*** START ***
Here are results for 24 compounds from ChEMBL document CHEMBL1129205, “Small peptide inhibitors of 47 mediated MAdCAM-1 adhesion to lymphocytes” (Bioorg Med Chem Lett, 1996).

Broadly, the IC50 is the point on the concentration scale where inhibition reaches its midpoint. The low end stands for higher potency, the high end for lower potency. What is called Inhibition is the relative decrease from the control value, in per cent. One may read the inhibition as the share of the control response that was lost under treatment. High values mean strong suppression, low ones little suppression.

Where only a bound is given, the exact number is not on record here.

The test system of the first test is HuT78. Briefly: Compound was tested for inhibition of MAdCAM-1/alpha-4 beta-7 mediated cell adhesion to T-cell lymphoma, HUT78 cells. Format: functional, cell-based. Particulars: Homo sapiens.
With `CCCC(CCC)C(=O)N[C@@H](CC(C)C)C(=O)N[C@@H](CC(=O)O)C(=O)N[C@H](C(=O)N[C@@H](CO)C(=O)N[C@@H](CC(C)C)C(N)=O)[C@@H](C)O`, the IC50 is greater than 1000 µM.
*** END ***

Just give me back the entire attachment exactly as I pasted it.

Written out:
Here are results for 24 compounds from ChEMBL document CHEMBL1129205, “Small peptide inhibitors of 47 mediated MAdCAM-1 adhesion to lymphocytes” (Bioorg Med Chem Lett, 1996).

Broadly, the IC50 is the point on the concentration scale where inhibition reaches its midpoint. The low end stands for higher potency, the high end for lower potency. What is called Inhibition is the relative decrease from the control value, in per cent. One may read the inhibition as the share of the control response that was lost under treatment. High values mean strong suppression, low ones little suppression.

Where only a bound is given, the exact number is not on record here.

The test system of the first test is HuT78. Briefly: Compound was tested for inhibition of MAdCAM-1/alpha-4 beta-7 mediated cell adhesion to T-cell lymphoma, HUT78 cells. Format: functional, cell-based. Particulars: Homo sapiens.
With `CCCC(CCC)C(=O)N[C@@H](CC(C)C)C(=O)N[C@@H](CC(=O)O)C(=O)N[C@H](C(=O)N[C@@H](CO)C(=O)N[C@@H](CC(C)C)C(N)=O)[C@@H](C)O`, the IC50 is greater than 1000 µM.